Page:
Certification information:  Students will learn what it takes to make the grade as a medical biller, as well as the requirements for becoming a certified medical reimbursement specialist (CMRS) and what is in the CMRS exam and where students can get more information on studying for it.

Although it might appear to be complex, this course is actually very easy to understand and there is always a wealth of information that can be shared through either online forums or with the instructor. 

  • Completely Online
  • Self-Paced
  • 6 Months to Complete
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  • Start Anytime
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  • Accredited CEUs
Universal Class is an IACET Accredited Provider

Course Lessons

Average Lesson Rating:
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Lesson 1: Overview of the Healthcare System & Career Opportunities in Medical Billing

Overview of the Healthcare System and Career Opportunities in Medical Billing 4 Total Points
  • Lesson discussions: Reasons for Taking this Course
  • Assessment: Exam 1: Healthcare System Overview

Lesson 2: Medical Biller Job Description

Analyzing the job description and requirements of medical billers. 4 Total Points
  • Assessment: Exam 2: Medical Biller Duties

Lesson 3: Analyzing Provider and Patient Information

Analyzing Provider and Patient Information 5 Total Points
  • Assessment: Exam 3: Analyzing Provider and Patient Information

Lesson 4: ICD-10-CM - What is it?

What is ICD-10-CM - a comprehensive review. 10 Total Points
  • Assessment: Exam 4: ICD-10-CM - What is it?

Lesson 5: Analyzing the Hospital Billing Process

Analyzing the Hospital Billing Process 5 Total Points
  • Lesson discussions: Your Work Environment
  • Assessment: Exam 5: Hospital Billing

Lesson 6: Analyzing the Physician Billing Process

Analyzing the Physician Billing Process Additional lesson topics: OIG; Understanding Medical Necessity; CLIA BROCHURE DOWNLOADS; Become familiar with CLIA 33 Total Points
  • Lesson discussions: OIG Overview
  • Complete Assignment: WEB-BASED TRAINING- Medicare Billing: Form CMS-1500 and the 837 Professional
  • Complete Assignment: CMS.GOV - Learn about CLIA
  • Assessment: Exam 6: Physician Billing
  • Assessment: Claims Filing Tips & Guidelines
  • Assessment: CLIA Waived Tests

Lesson 7: Exploring Different Types of Health Insurance

Exploring Different Types of Health Insurance Additional lesson topics: What is a HMO Plan? Health Insurance Explained; Paying Healthcare Providers: The Impact of Provider Reimbursement on Overall Care; Tier Types; High Deductible Health Plan HDHP ; What's the Difference Between an HMO and a PPO? 9 Total Points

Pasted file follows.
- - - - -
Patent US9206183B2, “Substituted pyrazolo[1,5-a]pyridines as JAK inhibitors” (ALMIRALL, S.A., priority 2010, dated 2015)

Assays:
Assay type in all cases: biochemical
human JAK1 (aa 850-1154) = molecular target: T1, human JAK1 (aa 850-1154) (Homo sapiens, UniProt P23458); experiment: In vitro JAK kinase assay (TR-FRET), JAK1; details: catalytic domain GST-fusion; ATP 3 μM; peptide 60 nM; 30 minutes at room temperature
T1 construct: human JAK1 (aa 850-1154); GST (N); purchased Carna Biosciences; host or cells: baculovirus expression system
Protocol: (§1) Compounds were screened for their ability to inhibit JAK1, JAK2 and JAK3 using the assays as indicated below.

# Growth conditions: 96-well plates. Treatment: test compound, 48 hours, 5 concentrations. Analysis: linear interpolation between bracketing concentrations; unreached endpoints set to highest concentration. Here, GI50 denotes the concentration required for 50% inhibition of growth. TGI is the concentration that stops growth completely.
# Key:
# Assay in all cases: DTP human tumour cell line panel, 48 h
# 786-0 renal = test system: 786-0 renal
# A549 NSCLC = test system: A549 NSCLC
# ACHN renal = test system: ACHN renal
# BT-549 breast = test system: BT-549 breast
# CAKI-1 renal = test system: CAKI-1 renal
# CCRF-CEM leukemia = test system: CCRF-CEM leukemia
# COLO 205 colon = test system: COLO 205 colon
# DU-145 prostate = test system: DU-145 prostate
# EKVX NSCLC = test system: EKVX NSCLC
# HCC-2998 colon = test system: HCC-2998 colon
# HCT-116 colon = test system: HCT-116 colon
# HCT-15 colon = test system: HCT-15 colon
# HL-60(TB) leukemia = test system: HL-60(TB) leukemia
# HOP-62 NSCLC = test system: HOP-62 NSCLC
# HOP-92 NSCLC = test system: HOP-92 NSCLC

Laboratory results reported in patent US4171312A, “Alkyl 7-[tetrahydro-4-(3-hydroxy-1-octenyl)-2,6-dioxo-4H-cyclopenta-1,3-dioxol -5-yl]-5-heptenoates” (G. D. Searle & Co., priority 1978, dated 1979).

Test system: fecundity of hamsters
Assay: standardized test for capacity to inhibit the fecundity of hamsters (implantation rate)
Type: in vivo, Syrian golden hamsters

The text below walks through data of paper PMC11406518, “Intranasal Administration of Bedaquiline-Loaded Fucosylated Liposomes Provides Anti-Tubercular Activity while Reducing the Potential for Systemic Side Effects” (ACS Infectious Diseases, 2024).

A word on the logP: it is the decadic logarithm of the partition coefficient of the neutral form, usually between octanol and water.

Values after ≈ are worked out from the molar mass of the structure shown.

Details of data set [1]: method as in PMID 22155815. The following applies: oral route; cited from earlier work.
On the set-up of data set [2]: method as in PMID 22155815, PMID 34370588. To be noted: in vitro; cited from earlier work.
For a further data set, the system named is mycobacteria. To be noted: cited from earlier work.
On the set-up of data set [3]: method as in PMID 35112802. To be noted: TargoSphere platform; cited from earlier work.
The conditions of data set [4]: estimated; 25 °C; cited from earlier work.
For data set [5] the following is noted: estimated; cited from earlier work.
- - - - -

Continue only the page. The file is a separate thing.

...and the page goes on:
• Complete Assignment: CMS video: Proper Documentation in Claims
  • Assessment: Exam 7: Types of Health Insurance

Lesson 8: Medicare Overview

Medicare Overview Additional lesson topics: Centers for Medicare and Medicaid Services CMS ; Services not Covered by Medicare; Preventive and Wellness Services Overview; Medicare Wellness Visits 24 Total Points
  • Complete Assignment: WEB-BASED TRAINING- World of Medicare
  • Assessment: Exam 8: Medicare
  • Assessment: Items & Services not Covered under Medicare

Lesson 9: Reimbursement & Legal Issues

Reimbursement & Legal Issues 45 Total Points
  • Review Practice Worksheet: MedicareFraudandAbusePresentationfr.ppt
  • Complete Assignment: WEB-BASED TRAINING- Combating Medicare Parts C and D Fraud, Waste, & Abuse
  • Complete Assignment: WEB-BASED TRAINING- Medicare Fraud & Abuse: Prevent, Detect, Report
  • Assessment: Exam 9: Legal Issues
  • Assessment: HIPAA

Lesson 10: Medical Billing & Coding Certifications Information

Medical Billing & Coding Certifications Information Additional lesson topics: Office of Inspector General OIG 0 Total Points
  • Lesson discussions: Course Completion Poll: Your Thoughts; Program Evaluation Follow-up Survey (End of Course); Course Comments
Total Course Points

Learning Outcomes

By successfully completing this course, students will be able to:
  • Summarize the healthcare system and career opportunities in medical billing.
  • Summarize the medical biller job description.
  • Analyze provider and patient information.
  • Analyze the hospital billing process.
  • Describe billing the patient visit.
  • Summarize the different types of health insurance.
  • Summarize what Medicare is and how to bill it correctly.
  • Define legal issues.
  • Demonstrate mastery of lesson content at levels of 70% or higher.

Additional Course Information

Online CEU Certificate
  • Document Your Lifelong Learning Achievements
  • Earn an Official Certificate Documenting Course Hours and CEUs
  • Verify Your Certificate with a Unique Serial Number Online
  • View and Share Your Certificate Online or Download/Print as PDF
  • Display Your Certificate on Your Resume and Promote Your Achievements Using Social Media
Document Your CEUs on Your Resume
Course Title: Introduction to Medical Billing
Course Number: 7550400
Lessons Rating: 4.4 / 5 Stars (4,981 votes)
Languages: English - United States, Canada and other English speaking countries
Availability: This course is online and available in all 50 states including: California, Florida, Georgia, Illinois, New York, Pennsylvania, Ohio, Texas, and Washington.
Last Updated: July 2023
Course Type: Self-Paced, Online Class
CEU Value: 1.7 IACET CEUs (Continuing Education Units)
CE Accreditation: Universal Class, Inc. has been accredited as an Authorized Provider by the International Association for Continuing Education and Training (IACET).
Grading Policy: Earn a final grade of 70% or higher to receive an online/downloadable CEU Certification documenting CEUs earned.
Assessment Method: Lesson assignments and review exams
Syllabus: View Syllabus
Course Fee: $120.00 U.S. dollars